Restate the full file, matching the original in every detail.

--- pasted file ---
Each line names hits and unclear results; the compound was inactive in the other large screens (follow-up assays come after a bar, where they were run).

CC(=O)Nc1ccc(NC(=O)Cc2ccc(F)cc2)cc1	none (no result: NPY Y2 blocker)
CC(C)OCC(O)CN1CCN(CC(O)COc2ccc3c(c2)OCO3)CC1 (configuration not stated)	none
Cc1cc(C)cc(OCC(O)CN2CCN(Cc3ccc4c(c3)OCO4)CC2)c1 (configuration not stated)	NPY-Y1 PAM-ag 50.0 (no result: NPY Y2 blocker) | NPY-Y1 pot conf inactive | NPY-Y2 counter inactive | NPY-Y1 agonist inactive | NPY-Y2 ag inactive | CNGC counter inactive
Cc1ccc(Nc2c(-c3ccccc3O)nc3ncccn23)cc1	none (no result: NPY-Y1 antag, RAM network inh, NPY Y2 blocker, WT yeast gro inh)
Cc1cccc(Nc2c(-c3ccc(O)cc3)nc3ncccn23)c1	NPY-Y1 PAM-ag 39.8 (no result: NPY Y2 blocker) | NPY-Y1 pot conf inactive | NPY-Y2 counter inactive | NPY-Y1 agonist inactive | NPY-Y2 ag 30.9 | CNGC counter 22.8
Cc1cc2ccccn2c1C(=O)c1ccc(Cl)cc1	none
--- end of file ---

Each line names hits and unclear results; the compound was inactive in the other large screens (follow-up assays come after a bar, where they were run).

CC(=O)Nc1ccc(NC(=O)Cc2ccc(F)cc2)cc1	none (no result: NPY Y2 blocker)
CC(C)OCC(O)CN1CCN(CC(O)COc2ccc3c(c2)OCO3)CC1 (configuration not stated)	none
Cc1cc(C)cc(OCC(O)CN2CCN(Cc3ccc4c(c3)OCO4)CC2)c1 (configuration not stated)	NPY-Y1 PAM-ag 50.0 (no result: NPY Y2 blocker) | NPY-Y1 pot conf inactive | NPY-Y2 counter inactive | NPY-Y1 agonist inactive | NPY-Y2 ag inactive | CNGC counter inactive
Cc1ccc(Nc2c(-c3ccccc3O)nc3ncccn23)cc1	none (no result: NPY-Y1 antag, RAM network inh, NPY Y2 blocker, WT yeast gro inh)
Cc1cccc(Nc2c(-c3ccc(O)cc3)nc3ncccn23)c1	NPY-Y1 PAM-ag 39.8 (no result: NPY Y2 blocker) | NPY-Y1 pot conf inactive | NPY-Y2 counter inactive | NPY-Y1 agonist inactive | NPY-Y2 ag 30.9 | CNGC counter 22.8
Cc1cc2ccccn2c1C(=O)c1ccc(Cl)cc1	none